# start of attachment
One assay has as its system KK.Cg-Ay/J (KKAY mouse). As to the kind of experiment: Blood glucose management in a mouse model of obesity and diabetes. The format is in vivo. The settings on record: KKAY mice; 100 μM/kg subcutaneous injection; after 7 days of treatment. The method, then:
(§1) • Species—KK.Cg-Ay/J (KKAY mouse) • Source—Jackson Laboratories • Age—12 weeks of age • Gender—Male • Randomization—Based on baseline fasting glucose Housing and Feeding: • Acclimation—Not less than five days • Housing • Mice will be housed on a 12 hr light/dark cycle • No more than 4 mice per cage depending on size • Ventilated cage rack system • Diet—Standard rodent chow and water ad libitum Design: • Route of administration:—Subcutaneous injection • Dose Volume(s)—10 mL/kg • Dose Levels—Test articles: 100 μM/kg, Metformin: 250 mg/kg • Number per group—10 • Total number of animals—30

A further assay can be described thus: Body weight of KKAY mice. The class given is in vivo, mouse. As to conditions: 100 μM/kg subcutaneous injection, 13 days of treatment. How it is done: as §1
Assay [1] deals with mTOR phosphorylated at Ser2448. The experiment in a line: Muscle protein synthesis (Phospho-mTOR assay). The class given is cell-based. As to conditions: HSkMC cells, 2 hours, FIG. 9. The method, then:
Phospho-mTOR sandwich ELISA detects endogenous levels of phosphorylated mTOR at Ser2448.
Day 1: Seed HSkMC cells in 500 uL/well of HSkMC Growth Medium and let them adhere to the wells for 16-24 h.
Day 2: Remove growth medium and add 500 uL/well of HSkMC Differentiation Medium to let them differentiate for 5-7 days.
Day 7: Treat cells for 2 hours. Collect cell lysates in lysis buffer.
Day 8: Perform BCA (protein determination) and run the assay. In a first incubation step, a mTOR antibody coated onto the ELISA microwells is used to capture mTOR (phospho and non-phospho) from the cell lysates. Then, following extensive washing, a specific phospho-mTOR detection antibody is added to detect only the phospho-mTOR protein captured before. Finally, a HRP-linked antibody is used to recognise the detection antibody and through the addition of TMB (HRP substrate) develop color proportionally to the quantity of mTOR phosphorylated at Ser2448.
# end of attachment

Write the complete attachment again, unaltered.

One assay has as its system KK.Cg-Ay/J (KKAY mouse). As to the kind of experiment: Blood glucose management in a mouse model of obesity and diabetes. The format is in vivo. The settings on record: KKAY mice; 100 μM/kg subcutaneous injection; after 7 days of treatment. The method, then:
(§1) • Species—KK.Cg-Ay/J (KKAY mouse) • Source—Jackson Laboratories • Age—12 weeks of age • Gender—Male • Randomization—Based on baseline fasting glucose Housing and Feeding: • Acclimation—Not less than five days • Housing • Mice will be housed on a 12 hr light/dark cycle • No more than 4 mice per cage depending on size • Ventilated cage rack system • Diet—Standard rodent chow and water ad libitum Design: • Route of administration:—Subcutaneous injection • Dose Volume(s)—10 mL/kg • Dose Levels—Test articles: 100 μM/kg, Metformin: 250 mg/kg • Number per group—10 • Total number of animals—30

A further assay can be described thus: Body weight of KKAY mice. The class given is in vivo, mouse. As to conditions: 100 μM/kg subcutaneous injection, 13 days of treatment. How it is done: as §1
Assay [1] deals with mTOR phosphorylated at Ser2448. The experiment in a line: Muscle protein synthesis (Phospho-mTOR assay). The class given is cell-based. As to conditions: HSkMC cells, 2 hours, FIG. 9. The method, then:
Phospho-mTOR sandwich ELISA detects endogenous levels of phosphorylated mTOR at Ser2448.
Day 1: Seed HSkMC cells in 500 uL/well of HSkMC Growth Medium and let them adhere to the wells for 16-24 h.
Day 2: Remove growth medium and add 500 uL/well of HSkMC Differentiation Medium to let them differentiate for 5-7 days.
Day 7: Treat cells for 2 hours. Collect cell lysates in lysis buffer.
Day 8: Perform BCA (protein determination) and run the assay. In a first incubation step, a mTOR antibody coated onto the ELISA microwells is used to capture mTOR (phospho and non-phospho) from the cell lysates. Then, following extensive washing, a specific phospho-mTOR detection antibody is added to detect only the phospho-mTOR protein captured before. Finally, a HRP-linked antibody is used to recognise the detection antibody and through the addition of TMB (HRP substrate) develop color proportionally to the quantity of mTOR phosphorylated at Ser2448.